The Encyclical identifies various ecological crises one by one; for example, the various issues of pollution, water, climate crisis, and biodiversity. It points to the “throwaway culture” and a range of serious structural inequalities as the causes behind these crises. The current crisis cannot be addressed simply by resolving particular issues or inventing some cutting-edge technologies. We must understand structural injustices at various levels, and in particular we should free ourselves from the false belief that ecosystems and human life should be exploited for endless economic growth and economic profit. When the blind greed of Capital is uncontrolled, and the Religion that should raise a prophetic voice is drunk and asleep, eventually God will be alienated along with the Earth and the poor.

Laudato Si’ states that we all breathe one air only, and that the water we all drink is from one source. Equally, the food we eat and the land which gives us this food are also one. We are all interconnected beings living in one common home. We all are one body and one life. And God, the Creator, shines in Creation and sheds His light on us through it. The life of the Earth is our life. The suffering of the Earth is our suffering, and the tears of the marginalized are God’s tears and our tears.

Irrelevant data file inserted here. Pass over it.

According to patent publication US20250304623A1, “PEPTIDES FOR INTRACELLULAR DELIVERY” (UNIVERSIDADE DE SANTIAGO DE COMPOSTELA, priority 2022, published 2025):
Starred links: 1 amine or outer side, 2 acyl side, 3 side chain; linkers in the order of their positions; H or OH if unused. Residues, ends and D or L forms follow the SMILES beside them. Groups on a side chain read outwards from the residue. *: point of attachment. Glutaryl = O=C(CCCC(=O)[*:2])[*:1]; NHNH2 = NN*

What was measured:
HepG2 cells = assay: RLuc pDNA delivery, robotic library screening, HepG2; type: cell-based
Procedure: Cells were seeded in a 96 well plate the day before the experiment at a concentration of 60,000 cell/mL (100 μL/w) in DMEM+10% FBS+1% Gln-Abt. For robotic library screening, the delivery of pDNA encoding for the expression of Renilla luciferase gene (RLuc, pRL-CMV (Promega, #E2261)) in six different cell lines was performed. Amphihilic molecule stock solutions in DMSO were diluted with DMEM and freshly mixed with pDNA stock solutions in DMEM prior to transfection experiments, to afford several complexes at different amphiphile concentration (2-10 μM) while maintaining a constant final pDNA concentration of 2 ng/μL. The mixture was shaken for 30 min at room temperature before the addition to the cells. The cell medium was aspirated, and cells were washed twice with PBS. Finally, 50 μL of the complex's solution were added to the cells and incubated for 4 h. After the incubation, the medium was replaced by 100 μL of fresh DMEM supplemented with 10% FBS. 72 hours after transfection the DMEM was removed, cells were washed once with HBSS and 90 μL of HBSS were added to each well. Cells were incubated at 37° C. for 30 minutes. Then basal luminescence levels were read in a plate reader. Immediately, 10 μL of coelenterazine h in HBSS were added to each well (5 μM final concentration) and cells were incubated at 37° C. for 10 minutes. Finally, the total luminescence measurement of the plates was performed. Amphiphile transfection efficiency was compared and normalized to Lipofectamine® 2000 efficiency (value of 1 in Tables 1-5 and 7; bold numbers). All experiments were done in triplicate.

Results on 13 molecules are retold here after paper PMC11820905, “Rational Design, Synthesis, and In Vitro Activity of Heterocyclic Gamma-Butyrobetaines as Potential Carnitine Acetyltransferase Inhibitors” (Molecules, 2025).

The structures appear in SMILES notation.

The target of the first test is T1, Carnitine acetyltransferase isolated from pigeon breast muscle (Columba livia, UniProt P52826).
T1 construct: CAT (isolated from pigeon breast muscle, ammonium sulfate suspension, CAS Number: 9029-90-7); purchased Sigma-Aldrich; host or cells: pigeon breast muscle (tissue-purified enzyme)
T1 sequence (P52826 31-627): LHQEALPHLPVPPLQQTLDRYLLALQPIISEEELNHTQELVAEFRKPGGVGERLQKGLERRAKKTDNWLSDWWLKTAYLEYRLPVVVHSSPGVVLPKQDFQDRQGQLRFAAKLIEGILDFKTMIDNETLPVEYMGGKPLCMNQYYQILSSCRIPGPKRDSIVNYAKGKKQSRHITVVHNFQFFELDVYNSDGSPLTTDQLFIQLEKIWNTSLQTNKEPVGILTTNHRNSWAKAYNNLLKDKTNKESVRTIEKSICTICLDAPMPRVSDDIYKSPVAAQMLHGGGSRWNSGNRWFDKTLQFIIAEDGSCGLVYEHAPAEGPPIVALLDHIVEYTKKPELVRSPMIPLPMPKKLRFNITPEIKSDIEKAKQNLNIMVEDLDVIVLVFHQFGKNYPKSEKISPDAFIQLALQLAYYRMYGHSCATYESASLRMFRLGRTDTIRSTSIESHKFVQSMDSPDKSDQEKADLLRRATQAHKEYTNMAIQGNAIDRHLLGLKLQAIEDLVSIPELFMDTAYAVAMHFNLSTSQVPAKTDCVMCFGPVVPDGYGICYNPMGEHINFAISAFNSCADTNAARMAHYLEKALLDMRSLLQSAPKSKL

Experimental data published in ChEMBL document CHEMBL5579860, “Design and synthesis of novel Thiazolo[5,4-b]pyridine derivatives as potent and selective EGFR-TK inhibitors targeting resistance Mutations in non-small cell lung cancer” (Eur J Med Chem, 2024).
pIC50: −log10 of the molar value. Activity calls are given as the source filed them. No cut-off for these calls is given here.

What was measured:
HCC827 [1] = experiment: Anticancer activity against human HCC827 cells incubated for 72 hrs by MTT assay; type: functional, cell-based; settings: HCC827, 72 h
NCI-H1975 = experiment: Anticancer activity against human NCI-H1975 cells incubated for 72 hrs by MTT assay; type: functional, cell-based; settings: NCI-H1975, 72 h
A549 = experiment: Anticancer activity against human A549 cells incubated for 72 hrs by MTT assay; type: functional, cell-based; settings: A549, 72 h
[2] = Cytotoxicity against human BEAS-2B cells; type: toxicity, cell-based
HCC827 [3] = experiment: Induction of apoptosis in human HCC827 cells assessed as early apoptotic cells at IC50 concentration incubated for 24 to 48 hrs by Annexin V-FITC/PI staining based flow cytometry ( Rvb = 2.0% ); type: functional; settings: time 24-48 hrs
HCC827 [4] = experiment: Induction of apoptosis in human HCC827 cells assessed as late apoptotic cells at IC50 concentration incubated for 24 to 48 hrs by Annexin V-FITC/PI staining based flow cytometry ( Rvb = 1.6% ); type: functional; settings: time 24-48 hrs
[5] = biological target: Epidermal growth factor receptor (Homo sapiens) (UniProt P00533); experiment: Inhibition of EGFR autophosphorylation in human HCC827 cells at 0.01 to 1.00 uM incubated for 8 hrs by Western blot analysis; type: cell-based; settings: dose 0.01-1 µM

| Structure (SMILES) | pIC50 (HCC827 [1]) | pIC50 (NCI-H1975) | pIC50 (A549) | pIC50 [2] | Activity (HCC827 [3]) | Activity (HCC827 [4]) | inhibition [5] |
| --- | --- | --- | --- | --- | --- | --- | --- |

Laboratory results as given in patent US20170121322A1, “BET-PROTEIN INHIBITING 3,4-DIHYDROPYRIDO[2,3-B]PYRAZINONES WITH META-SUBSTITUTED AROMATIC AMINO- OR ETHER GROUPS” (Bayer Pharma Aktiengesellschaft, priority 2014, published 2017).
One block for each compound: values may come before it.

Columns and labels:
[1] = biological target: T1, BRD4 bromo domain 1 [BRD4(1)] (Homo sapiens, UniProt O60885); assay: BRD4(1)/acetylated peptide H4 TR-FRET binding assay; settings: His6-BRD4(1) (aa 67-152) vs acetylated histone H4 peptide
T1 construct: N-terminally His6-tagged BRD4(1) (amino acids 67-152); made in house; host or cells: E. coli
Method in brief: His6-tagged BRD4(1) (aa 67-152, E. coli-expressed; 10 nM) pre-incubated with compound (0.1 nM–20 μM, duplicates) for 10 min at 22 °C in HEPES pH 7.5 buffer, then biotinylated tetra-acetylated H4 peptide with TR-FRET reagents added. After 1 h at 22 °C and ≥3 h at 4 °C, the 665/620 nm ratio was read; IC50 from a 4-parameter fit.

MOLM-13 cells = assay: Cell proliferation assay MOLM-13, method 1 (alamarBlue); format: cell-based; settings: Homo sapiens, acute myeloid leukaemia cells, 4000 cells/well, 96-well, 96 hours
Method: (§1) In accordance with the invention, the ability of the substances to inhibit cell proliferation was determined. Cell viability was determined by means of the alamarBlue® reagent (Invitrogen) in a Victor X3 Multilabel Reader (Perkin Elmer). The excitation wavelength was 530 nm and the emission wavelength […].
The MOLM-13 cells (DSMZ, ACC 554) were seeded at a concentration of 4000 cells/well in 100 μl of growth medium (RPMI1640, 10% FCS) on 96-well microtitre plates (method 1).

The second aspect of the challenge concerns the Church’s response. Basing himself on Scripture and Tradition, Pope Francis first explains that integral ecology is based on a Gospel vision, that dialogue at various levels should take place and should include education towards a culture of creation. This will be a major challenge for those who are trapped in a traditional theology of salvation focused only on sacramental celebrations, or for those who subscribe to a theological paradigm that despises the body and the world. The Pope is calling for a new Christian paradigm to see and act on the mystery of the world in an epoch characterized by ecological crisis. This is what is meant by “ecological conversion”; such as conversion is concerned with social and political dimensions as well as theology. Our conversion can never be confined to the narrow field of personal ethics.

My dear brothers, we Franciscans have traditionally been open to the challenges of the Gospel and of the times we live in, and we have grown through these challenges. I hope the same is true of you all today. Thank you.

Cover photo: Frei Augusto Luiz Gabriel, OFM